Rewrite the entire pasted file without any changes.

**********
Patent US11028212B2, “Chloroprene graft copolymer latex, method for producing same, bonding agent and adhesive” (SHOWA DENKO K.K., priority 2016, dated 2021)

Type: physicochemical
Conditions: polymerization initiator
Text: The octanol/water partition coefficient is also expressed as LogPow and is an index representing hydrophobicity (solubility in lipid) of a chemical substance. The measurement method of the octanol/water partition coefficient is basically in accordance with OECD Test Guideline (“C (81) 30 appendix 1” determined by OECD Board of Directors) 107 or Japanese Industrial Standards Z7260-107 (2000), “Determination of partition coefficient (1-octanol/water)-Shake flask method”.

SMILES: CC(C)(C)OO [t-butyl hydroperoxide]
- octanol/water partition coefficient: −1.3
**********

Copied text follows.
Patent US11028212B2, “Chloroprene graft copolymer latex, method for producing same, bonding agent and adhesive” (SHOWA DENKO K.K., priority 2016, dated 2021)

Type: physicochemical
Conditions: polymerization initiator
Text: The octanol/water partition coefficient is also expressed as LogPow and is an index representing hydrophobicity (solubility in lipid) of a chemical substance. The measurement method of the octanol/water partition coefficient is basically in accordance with OECD Test Guideline (“C (81) 30 appendix 1” determined by OECD Board of Directors) 107 or Japanese Industrial Standards Z7260-107 (2000), “Determination of partition coefficient (1-octanol/water)-Shake flask method”.

SMILES: CC(C)(C)OO [t-butyl hydroperoxide]
- octanol/water partition coefficient: −1.3